Microsoft says PC, server business still weak

In announcing its quarterly financial results, the software maker said cost cuts helped balance the still-weak economy.

Microsoft on Thursday reported weaker-than-expected quarterly revenue and again declined to offer a forecast for the current quarter.

The software maker reported that for the three months ended June 30, the company earned $3.05 billion, or 34 cents per share, on revenue of $13.1 billion. However, those results included legal and other charges, as well as the deferral of revenue related to a Windows 7 upgrade program. In total, those charges cut into per-share earnings by 4 cents.

Revenue from Windows on desktops and laptops has been dropping. However, the decline isn't quite as deep as it looks, because Microsoft deferred some Windows revenue to future quarters to account for an existing program that gives Vista buyers free Windows 7 upgrades.
Revenue from Windows on desktops and laptops has been dropping. However, the decline isn't quite as deep as it looks, because Microsoft deferred some Windows revenue to future quarters to account for an existing program that gives Vista buyers free Windows 7 upgrades. Microsoft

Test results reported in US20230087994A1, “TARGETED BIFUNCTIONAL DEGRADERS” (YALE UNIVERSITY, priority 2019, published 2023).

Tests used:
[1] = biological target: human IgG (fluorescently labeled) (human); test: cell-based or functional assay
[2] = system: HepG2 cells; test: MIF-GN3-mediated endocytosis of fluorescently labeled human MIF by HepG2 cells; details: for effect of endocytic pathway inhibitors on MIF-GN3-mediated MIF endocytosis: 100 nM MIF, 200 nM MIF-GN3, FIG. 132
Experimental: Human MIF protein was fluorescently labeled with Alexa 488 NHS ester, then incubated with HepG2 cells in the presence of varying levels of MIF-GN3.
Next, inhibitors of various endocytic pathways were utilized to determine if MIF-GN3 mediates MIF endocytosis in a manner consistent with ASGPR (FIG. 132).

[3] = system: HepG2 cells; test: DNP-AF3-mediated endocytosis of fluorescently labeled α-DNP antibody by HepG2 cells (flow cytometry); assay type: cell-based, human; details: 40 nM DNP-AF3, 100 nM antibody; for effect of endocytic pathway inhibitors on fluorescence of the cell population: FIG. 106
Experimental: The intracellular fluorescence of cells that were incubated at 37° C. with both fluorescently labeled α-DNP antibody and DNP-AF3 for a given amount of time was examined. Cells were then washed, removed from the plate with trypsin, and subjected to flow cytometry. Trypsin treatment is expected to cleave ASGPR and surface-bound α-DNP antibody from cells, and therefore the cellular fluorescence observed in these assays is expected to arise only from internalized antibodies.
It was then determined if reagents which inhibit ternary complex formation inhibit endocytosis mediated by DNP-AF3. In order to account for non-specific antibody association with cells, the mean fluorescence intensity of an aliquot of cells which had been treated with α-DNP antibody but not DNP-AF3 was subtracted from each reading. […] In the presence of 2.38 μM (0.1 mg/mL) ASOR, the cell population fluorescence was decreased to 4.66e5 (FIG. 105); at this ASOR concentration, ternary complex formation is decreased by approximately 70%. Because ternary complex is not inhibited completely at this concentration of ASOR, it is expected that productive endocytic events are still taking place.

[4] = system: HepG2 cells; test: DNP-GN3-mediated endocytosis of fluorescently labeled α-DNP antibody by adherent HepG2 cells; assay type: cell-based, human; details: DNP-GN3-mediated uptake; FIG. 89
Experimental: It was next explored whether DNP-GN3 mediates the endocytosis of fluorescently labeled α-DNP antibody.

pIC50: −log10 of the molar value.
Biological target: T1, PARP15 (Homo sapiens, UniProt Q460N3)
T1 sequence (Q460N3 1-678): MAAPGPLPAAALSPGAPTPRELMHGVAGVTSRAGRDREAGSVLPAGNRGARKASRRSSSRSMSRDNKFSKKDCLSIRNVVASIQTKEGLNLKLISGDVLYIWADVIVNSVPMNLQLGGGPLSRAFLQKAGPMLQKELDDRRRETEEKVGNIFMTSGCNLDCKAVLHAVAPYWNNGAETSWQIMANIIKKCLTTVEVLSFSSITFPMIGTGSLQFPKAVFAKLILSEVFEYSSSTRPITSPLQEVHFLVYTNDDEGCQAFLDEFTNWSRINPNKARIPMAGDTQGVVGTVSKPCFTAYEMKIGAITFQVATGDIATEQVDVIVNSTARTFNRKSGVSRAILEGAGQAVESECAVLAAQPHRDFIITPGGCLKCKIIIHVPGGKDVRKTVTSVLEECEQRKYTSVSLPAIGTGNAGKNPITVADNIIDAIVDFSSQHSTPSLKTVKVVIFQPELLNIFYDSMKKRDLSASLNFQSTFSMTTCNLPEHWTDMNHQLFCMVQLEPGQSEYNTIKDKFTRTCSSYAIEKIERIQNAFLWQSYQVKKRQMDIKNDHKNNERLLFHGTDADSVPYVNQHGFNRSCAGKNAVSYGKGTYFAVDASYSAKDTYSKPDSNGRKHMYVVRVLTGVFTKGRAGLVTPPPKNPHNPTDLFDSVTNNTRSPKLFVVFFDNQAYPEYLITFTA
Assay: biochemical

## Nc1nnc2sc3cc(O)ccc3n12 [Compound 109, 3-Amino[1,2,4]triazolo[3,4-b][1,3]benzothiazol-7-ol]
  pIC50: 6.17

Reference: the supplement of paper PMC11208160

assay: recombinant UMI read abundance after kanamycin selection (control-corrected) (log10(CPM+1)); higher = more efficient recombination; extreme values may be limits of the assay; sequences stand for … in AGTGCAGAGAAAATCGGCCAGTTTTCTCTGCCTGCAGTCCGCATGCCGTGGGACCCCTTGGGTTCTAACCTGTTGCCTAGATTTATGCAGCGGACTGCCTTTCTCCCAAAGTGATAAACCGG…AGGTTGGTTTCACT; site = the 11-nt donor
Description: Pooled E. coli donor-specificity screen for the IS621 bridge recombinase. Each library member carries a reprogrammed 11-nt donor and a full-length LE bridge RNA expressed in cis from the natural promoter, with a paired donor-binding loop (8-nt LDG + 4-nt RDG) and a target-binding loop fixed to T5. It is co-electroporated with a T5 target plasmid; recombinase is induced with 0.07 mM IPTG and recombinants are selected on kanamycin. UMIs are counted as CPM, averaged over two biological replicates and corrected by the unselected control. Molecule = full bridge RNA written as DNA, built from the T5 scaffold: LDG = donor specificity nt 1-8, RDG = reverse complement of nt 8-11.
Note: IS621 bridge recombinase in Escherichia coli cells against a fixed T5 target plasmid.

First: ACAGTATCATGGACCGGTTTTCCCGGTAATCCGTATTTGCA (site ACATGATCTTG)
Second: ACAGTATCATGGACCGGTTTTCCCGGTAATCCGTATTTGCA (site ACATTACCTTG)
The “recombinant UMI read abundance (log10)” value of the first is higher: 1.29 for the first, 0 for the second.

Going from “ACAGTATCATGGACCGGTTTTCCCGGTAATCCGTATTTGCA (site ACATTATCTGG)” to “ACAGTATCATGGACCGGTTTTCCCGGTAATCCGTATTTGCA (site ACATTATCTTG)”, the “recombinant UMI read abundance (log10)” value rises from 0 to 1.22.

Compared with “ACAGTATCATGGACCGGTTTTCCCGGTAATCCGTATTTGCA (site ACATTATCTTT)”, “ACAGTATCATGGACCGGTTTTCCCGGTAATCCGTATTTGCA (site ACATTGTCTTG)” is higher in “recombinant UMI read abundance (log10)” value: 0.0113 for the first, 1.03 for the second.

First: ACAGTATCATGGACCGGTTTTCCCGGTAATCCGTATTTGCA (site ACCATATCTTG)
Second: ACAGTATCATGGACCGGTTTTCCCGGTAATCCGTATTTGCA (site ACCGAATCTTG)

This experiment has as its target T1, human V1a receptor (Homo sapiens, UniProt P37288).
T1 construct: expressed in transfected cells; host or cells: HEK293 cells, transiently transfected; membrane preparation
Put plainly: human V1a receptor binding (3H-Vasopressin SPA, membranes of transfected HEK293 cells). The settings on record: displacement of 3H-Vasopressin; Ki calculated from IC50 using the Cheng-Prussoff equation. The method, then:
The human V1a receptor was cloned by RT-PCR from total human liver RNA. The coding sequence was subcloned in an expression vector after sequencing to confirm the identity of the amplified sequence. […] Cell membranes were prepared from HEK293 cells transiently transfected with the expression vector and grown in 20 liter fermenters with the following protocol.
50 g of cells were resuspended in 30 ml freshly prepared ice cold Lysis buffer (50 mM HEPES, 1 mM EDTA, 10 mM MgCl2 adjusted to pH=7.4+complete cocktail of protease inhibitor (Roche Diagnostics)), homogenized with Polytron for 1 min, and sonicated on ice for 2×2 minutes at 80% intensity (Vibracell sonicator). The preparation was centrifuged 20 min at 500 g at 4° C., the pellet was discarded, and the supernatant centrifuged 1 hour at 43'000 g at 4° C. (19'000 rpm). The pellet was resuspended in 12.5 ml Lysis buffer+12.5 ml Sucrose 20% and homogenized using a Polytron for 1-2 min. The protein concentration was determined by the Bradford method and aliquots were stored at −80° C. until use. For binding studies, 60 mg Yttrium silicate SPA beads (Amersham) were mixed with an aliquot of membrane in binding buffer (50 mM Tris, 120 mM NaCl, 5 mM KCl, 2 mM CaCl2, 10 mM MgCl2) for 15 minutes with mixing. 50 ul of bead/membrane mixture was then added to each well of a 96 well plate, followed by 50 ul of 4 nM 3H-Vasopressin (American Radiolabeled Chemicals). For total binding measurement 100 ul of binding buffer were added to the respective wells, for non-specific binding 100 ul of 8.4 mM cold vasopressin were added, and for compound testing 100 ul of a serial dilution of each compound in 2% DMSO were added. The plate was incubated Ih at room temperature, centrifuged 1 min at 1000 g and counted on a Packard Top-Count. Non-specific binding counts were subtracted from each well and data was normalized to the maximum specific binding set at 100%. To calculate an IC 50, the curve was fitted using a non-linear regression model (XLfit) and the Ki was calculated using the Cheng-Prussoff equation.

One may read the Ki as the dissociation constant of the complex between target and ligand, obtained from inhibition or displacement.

Analysts had expected per-share earnings of 36 cents, according to First Call. However the revenue figure was notably weaker than the $14.37 billion that analysts expected, even accounting for the Windows revenue deferral.

"Our business continued to be negatively impacted by weakness in the global PC and server markets," said Chris Liddell, chief financial officer at Microsoft. "In light of that environment, it was an excellent achievement to deliver over $750 million of operational savings compared to the prior year quarter."

Investors were not pleased. In after-hours trading, Microsoft's stock dropped 7 percent, or $1.90, to $23.66.

In a series of PowerPoint slides released along with its report, the company said the enterprise business remained relatively healthy, but hardware sales were weak. PC sales, in particular dropped 5 percent to 7 percent.

On the cost front, it said it reduced expenses by $800 million more than the low-end of its plans. It also recorded $108 million of "impairments" related to a drop in value for some investments.

Although there were some blogs and Twitter posts to the contrary, a Microsoft representative said the company isn't announcing any new job cuts. It did discuss in its earnings report its previously announced program to cut up to 5,000 jobs.

Microsoft didn't give a sales or earnings forecast when it reported its last quarterly numbers in April . It did say it was seeing economic pressures that were both "broad and deep" --the worst in the company's 30-year history.

The results come just as the company wrapped up development of Windows 7 , which was officially finalized on Wednesday and is due to go on sale October 22.

Here's a look at the how each business unit did, by the numbers.

 

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